During the 1950s Peerce performed regularly as a featured soloist before audiences of over 14,000 guests under the conductor Alfredo Antonini at the Lewisohn Stadium in New York City. These Italian Night open air concerts featured the New York Philharmonic and the Lewisohn Stadium Orchestra along with such operatic luminaries as Richard Tucker, Robert Merrill, and Eileen Farrell.

In 1956 Peerce made a sensation in Moscow as a musical “cultural exchange” ambassador, being the first American to sing with the famed Bolshoi Opera. He remained on the roster of the Metropolitan until 1966, appearing again in 1966-1967. He also taught a master class. In 1971 he made his Broadway debut as Tevye in Fiddler on the Roof.

He continued to make occasional appearances until his retirement in 1982, remaining in fine voice. His last concert was on May 2, 1982, as the guest artist with the Beth Abraham Youth Chorale in Dayton, Ohio.

He died in December 1984, aged 80. He is interred at Mount Eden Cemetery in Valhalla, New York.

Peerce recorded almost exclusively for RCA Victor as a “Red Seal” artist from the late 1930s to the early 1960s before switching labels. Among his first RCA Victor recordings were as a featured soloist in Nathaniel Shilkret’s 1939 tribute album to Victor Herbert. The year before that Peerce had been the tenor soloist in Toscanini’s broadcast concert of Beethoven’s Ninth Symphony, but it would be years before the Maestro would approve one of his performances of that symphony for commercial release.

Peerce sang in Toscanini’s 1944 performance/broadcast of Beethoven’s Fidelio with Rose Bampton, followed by the complete performances of Verdi’s La traviata, Puccini’s La bohème (both with Licia Albanese), and Verdi’s Un ballo in maschera (with Herva Nelli), all eventually released on LP and CD. Peerce did not sing in Toscanini’s broadcasts of Verdi’s Otello, Aida, or Falstaff; he was offered the tenor parts in the latter two but declined, believing his voice was not right for those roles. He also sang in the Madison Square Garden concert in 1944, which featured the final act of Rigoletto with Leonard Warren, Zinka Milanov, and Toscanini conducting the combined New York Philharmonic and NBC Symphony Orchestra; this performance was recorded and also released on LP and CD. In 1952, he participated in Toscanini’s studio recording of Beethoven’s Ninth Symphony, which the Maestro finally allowed to be released commercially on the RCA Victor label.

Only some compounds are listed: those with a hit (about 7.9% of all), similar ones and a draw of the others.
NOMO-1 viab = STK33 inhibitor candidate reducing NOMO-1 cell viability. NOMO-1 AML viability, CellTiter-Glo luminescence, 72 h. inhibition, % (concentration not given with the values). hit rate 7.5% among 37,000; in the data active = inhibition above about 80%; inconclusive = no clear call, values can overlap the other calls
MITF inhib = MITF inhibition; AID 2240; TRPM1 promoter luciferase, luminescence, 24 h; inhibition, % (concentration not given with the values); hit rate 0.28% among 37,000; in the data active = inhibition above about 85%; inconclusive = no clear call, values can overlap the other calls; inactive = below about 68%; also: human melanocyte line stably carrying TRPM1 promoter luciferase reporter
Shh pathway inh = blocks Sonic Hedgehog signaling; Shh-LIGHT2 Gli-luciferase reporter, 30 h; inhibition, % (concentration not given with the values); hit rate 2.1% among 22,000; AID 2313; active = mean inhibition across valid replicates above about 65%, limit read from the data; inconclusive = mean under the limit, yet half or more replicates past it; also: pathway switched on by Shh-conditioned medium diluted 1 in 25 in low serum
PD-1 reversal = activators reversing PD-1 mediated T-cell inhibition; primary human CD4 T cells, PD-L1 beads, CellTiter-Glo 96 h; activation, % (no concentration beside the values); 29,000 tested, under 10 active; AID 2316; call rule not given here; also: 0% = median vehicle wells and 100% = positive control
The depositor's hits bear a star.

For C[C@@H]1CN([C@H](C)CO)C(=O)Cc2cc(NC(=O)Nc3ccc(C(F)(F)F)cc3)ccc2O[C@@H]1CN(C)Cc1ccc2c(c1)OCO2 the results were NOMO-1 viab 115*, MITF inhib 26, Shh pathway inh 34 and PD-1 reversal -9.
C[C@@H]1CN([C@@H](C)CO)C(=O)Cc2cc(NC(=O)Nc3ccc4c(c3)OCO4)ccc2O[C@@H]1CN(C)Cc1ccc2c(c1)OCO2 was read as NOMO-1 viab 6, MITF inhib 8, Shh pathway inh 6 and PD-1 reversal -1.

Among the operas Peerce recorded commercially for RCA Victor were Verdi’s Rigoletto in 1950 with Leonard Warren singing the title role, Erna Berger, and Nan Merriman, Bizet’s Carmen in 1951 with Risë Stevens singing the title role, Licia Albanese, and Robert Merrill, and also Donizetti’s Lucia di Lammermoor in 1957 with Roberta Peters singing the title role, Philip Maero, and Giorgio Tozzi. Several opera excerpt albums with Peerce were released by RCA Victor as well including Samson et Dalila with Risë Stevens and Madama Butterfly with Licia Albanese. Many broadcasts of performances from the Metropolitan opera and other houses with Peerce have been released on LP and CD as well. In Peerce later recorded several operas and oratorios for Vanguard, a good majority of them Handelian.

For Westminster Records in 1961 Peerce again recorded Fidelio opposite Sena Jurinac and for Columbia Masterworks Records he sang the title role in a 1963 recording of selections from Sigmund Romberg’s The Student Prince, opposite Roberta Peters, and also featuring Giorgio Tozzi. The Student Prince album not yet been released on CD. Peerce’s final religious, pop, and recital albums from the late 1960s through 1980 were released on the Vanguard label.

Peerce’s best-selling record was his 1945 RCA Victor recording of Sandor Harmati and Edward Heyman’s “Bluebird of Happiness”. It became his “signature tune”, and as of the late 1970s, among the all-time best selling recordings by opera and concert singers, “Bluebird” was second in sales only to Enrico Caruso’s 1918 recording of George M. Cohan’s “Over There”.